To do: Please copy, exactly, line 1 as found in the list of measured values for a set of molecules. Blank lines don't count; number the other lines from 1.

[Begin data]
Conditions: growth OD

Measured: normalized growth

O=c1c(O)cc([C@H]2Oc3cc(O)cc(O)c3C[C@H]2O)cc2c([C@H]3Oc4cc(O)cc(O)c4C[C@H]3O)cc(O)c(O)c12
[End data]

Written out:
Conditions: growth OD